Now, back to GGG: You might’ve heard some scribes say that GGG’s ratings against Daniel Geale were poor because of the season, or because the bout was short. Both might be true, and certainly neither helped. But both were the opinions of HBO executives and went unattributed by those scribes. The network is fond of planting unattributed opinions in the media as truth, something I’ve struggled with how to handle at times — I don’t want to violate any confidences, but I also don’t want to parrot things as if they are from an unbiased source (me) when they are most certainly introduced by a biased source (HBO). Golovkin’s promoter had very, very high expectations for GGG-Geale, and maybe that was naive, but something, maybe several somethings, went wrong here from hope to the reality, and the spin after doesn’t ring true when he drops down to levels from two fights ago despite bold predictions in advance. What’s weird about it is that there feels like GGG’s popularity is morphing from a fan base of the extra-hardcore into the mainstream — observe the New Yorker giving him some love. The live gate also points to growth, perhaps, keeping in mind that Living Social was offering a deal for tickets. Nothing wrong with that (it’s a smart move, actually, to try and get as many eyeballs as possible on GGG in whatever manner possible), but discounted tickets artificially inflate numbers beyond demand, obviously, and create an inflated view of popularity…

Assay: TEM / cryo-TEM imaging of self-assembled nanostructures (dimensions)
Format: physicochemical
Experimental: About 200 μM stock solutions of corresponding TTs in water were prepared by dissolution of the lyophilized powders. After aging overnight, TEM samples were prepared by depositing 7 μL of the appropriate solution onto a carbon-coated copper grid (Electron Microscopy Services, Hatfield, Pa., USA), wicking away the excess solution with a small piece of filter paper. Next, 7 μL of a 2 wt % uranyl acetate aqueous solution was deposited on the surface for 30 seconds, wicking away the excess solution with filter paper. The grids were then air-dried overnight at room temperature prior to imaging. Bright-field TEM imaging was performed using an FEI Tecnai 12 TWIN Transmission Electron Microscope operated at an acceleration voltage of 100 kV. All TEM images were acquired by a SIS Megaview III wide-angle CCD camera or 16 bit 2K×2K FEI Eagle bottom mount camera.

Jamie Foxx is headed toward a role as Tyson in a feature film, a good choice. Fantastic actor, one with a comedic gift for mimicry. Also, this Tyson cartoon on Adult Swim is gloriously weird based on this taste, like Venture Bros. with boxing.